Saturday, February 24, 2007
Mary's Fish Camp, NYC
I've been hearing about this place for years, and tried to eat there once but hadn't wanted to wait in line. So after debating whether to go to Mary's Fish Camp or rival Pearl Oyster Bar, we opted for Mary's. We showed up at 5:45, and were the 2nd party in line. The people in front of us were a couple with a baby, so I figured well, they're early diners... But by the time 6 o'clock rolled around a substantial line had formed behind us -- young urbane non-kid-toting people who probably didn't normally dine at 6, except they knew it was the only way they'd get in to Mary's!
So with that kind of lead-up, we were expecting to be blown away. We weren't. It's not that I didn't have an enjoyable meal, but I just didn't get the hype. It's like similar complaints I've heard about places like Momofuku Noodle Bar, and what I don't get is how this kind of hype surrounding NYC restaurants can sustain itself for years, that people still line up!
First off, I'd heard so much about the lobster roll. Listed as M.P., I asked how much and it was $25 friggin' dollars! But that's what everyone around us seemed to be ordering -- an ordinary-looking small hot-dog-size bun of lobster salad with a huge pile of shoestring fries -- that's what you got for 1/4 of a C-note!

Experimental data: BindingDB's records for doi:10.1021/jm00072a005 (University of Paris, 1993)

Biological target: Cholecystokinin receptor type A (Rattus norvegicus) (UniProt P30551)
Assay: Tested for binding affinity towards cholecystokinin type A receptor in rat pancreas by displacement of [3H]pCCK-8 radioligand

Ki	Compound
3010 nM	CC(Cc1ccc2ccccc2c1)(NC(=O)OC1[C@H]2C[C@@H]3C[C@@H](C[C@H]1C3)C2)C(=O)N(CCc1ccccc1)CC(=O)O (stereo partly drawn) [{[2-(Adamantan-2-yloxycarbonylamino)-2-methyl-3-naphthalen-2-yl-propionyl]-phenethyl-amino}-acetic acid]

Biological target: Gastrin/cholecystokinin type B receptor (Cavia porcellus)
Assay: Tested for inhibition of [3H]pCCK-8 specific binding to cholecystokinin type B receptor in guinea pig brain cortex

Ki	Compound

We ordered the fried smelt appetizer and a beet and fennel salad (right). I really liked both, especially eating the smelts whole -- tail and all. The salad was nicely dressed with citrus and mint. But our friend only got 3 fried shrimp atop some vinegary slaw (below) for $11.
Then we shared the bouillabaise (top). The mussels in it were excellent, but the lobster was bland. My friend felt everything else -- scallops, fish, squid -- was overcooked, though I didn't think it was that bad. My friend thought the broth was too strong for bouillabaise, but I liked the spiciness.
It's just, for me, the biggest disconnect is that Mary's is trying to mimic a New England seafood shack, but at fancy restaurant prices. But I guess that's what New Yorkers are willing to pay for some faux experience. Well not just New Yorkers, I have the same complaint about the Blue Point Grill in Princeton -- I don't want to wait an hour and pay $24 for a piece of grilled fish!
I'd rather take a drive up to Cape Cod, sit by the side of the road and dig into some fried oysters and steamers from a paper tray. It just seems to taste better that way... It reminds me why I prefer eating at dives over nice restaurants. For seafood envy check out these places and this place blogged by BrookLEn.
My friend tells me then after consulting a fellow foodie that he said Pearl's is better, and we should try there next time. Anyone been to both and have an opinion?